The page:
For this reason I want to cut the tenons close to size, but a bit larger than they should be. I will need hand fit each tenon into it’s respective mortise. This mainly will be reducing the thickness of the tenon by remove small amounts of wood from the tenon cheeks.

View AandCstyle's profile

AandCstyle

2571 posts in 1721 days


#5 posted 04-30-2016 12:37 AM

dschlic1, I use a MortisePal (sadly, they are no longer made) and don’t have a variance between the mortises in rails and stiles. Is your jig held securely in place? Are you making a number of passes to reach the desired depth? What is the diameter and quality of your router bit?

As mentioned there are many ways to fine tune a tenon and it depends on your available tools and abilities with each. I use a belt sander and check the fit frequently. HTH

-- Art

View runswithscissors's profile

runswithscissors

2189 posts in 1489 days


#6 posted 04-30-2016 04:26 AM

Regarding post #4: this to me is an argument for having all stock milled to the same thickness. Shouldn’t be a problem if you have a planer (jointer helps, too).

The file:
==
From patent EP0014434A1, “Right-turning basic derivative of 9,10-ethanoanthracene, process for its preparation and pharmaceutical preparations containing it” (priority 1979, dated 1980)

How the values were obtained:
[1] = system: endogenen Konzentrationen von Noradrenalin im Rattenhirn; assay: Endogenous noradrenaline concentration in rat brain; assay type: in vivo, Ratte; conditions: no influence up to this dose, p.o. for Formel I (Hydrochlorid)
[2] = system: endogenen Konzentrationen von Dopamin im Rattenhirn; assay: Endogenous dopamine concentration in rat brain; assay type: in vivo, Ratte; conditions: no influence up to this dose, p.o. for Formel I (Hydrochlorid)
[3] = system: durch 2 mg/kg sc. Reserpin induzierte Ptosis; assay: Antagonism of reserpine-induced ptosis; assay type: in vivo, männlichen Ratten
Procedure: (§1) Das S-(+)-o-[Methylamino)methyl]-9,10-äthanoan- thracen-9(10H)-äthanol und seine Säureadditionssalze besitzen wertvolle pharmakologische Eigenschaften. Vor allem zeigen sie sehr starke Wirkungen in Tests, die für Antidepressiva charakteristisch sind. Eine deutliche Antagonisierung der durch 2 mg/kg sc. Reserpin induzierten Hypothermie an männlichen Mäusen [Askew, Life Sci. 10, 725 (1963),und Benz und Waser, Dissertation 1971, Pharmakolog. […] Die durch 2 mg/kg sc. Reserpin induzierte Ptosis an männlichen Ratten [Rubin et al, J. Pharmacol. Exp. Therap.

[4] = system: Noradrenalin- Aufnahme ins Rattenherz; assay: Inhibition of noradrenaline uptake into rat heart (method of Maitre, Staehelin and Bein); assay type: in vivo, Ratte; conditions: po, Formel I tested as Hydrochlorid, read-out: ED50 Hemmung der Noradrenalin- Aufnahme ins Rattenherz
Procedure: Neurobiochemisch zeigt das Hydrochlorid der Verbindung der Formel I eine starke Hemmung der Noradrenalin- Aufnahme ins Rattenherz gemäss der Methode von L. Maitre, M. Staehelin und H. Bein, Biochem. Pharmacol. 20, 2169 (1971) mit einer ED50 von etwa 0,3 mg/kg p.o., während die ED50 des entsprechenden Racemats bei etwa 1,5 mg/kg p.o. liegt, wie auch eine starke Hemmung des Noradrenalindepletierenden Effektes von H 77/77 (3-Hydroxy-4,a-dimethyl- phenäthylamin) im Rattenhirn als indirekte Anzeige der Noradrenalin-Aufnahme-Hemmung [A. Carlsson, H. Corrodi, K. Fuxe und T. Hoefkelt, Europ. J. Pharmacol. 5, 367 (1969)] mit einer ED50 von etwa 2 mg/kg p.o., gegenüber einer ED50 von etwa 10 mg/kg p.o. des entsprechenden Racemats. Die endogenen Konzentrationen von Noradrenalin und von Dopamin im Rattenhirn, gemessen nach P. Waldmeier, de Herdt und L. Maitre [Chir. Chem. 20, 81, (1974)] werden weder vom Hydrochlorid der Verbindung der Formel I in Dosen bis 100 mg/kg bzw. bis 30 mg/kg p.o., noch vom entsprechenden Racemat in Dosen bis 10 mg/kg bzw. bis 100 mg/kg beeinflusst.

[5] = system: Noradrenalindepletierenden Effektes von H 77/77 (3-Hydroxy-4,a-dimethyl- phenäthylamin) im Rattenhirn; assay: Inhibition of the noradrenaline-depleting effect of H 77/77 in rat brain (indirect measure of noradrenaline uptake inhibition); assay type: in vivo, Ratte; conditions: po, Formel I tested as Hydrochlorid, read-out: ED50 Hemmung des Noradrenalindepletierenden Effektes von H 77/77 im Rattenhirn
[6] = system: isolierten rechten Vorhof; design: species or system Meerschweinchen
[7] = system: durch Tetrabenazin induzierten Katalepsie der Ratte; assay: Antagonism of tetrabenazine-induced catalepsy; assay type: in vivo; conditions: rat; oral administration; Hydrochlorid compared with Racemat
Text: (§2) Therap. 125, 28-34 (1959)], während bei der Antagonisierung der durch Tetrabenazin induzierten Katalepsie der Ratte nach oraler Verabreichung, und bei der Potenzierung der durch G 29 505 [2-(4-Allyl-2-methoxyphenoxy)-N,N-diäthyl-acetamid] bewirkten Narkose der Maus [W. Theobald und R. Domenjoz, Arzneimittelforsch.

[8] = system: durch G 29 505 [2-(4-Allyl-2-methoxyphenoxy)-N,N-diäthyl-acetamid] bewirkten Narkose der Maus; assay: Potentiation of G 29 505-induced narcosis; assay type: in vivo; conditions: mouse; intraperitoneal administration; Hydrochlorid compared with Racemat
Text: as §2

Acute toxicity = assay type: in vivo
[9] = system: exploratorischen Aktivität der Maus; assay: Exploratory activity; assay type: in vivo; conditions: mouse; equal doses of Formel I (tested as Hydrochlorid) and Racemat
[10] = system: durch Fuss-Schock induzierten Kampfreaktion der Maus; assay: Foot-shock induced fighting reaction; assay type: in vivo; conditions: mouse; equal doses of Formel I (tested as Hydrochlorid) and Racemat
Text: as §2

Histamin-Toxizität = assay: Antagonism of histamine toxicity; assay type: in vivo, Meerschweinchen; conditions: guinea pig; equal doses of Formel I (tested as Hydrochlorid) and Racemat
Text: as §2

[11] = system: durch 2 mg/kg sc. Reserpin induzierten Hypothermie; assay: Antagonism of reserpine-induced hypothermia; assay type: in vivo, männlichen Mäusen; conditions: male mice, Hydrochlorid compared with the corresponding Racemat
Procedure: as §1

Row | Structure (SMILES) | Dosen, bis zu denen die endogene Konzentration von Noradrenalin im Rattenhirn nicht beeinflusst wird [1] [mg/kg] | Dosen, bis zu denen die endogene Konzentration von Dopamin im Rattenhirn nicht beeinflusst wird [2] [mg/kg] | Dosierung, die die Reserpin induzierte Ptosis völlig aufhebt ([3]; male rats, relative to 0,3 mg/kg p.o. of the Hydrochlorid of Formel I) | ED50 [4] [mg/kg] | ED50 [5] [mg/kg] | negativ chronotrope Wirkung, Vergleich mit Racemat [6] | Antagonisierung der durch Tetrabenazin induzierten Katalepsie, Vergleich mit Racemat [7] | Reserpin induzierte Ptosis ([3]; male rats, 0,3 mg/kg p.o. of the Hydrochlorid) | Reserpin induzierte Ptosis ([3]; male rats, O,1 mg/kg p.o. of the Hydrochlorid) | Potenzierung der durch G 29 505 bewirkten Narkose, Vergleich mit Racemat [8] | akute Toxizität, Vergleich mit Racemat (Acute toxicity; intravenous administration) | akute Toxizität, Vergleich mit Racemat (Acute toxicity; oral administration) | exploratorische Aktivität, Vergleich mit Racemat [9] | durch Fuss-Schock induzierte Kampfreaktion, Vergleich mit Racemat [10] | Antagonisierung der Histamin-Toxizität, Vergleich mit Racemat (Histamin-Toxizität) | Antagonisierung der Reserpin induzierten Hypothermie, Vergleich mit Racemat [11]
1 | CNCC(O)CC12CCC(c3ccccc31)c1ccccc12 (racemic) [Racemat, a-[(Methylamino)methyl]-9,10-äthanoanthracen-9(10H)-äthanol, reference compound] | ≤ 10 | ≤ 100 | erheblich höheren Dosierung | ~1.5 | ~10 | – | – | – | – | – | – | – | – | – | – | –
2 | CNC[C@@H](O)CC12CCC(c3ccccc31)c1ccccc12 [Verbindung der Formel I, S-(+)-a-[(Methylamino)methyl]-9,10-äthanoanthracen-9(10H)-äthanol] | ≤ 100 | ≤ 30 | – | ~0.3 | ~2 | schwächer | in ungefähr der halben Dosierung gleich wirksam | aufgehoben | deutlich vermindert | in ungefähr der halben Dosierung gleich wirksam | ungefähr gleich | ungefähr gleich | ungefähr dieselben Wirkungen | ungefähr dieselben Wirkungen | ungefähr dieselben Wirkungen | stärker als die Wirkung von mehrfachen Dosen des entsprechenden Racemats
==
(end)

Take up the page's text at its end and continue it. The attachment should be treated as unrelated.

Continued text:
-- I admit to being an adrenaline junky; fortunately, I'm very easily frightened

View jmartel's profile (online now)

jmartel

6572 posts in 1614 days


#7 posted 04-30-2016 05:15 AM

A shoulder plane will do quick work of what you are asking. If the tenon is longer than the shoulder plane is wide, you can follow with a block plane to bring the rest down to size.

-- The quality of one's woodworking is directly related to the amount of flannel worn.

View rwe2156's profile

rwe2156

2194 posts in 945 days


#8 posted 04-30-2016 12:29 PM

On wider stock I cut to a scored shoulder line on the TS using a dado blade. I also leave the tenons a bit oversized and fine tune with shoulder planes. I will often use a router plane on one side to establish parallel first, then fine tune.

On narrower stock like F&P doors I generally use a tenon jig.
I recently obtained a rabbet block plane which is very hand for wider tenons.

Sounds like a good approach I got away from fiddling with “off the saw” perfect cuts and since them ww’ing has become more peaceful for me ;-)

-- Everything is a prototype thats why its one of a kind!!

View Tim's profile

Tim

3114 posts in 1425 days


#9 posted 04-30-2016 05:09 PM

I’m sure lots of the options above would work, but if you want a hand tool option a rabbeting block plane is probably the easiest for tenons that are longer than a shoulder plane is wide. Otherwise, as mentioned already, a shoulder plane works


I enjoy cutting them by hand but find it hard to get super-crisp lines on the shoulders.
- jdh122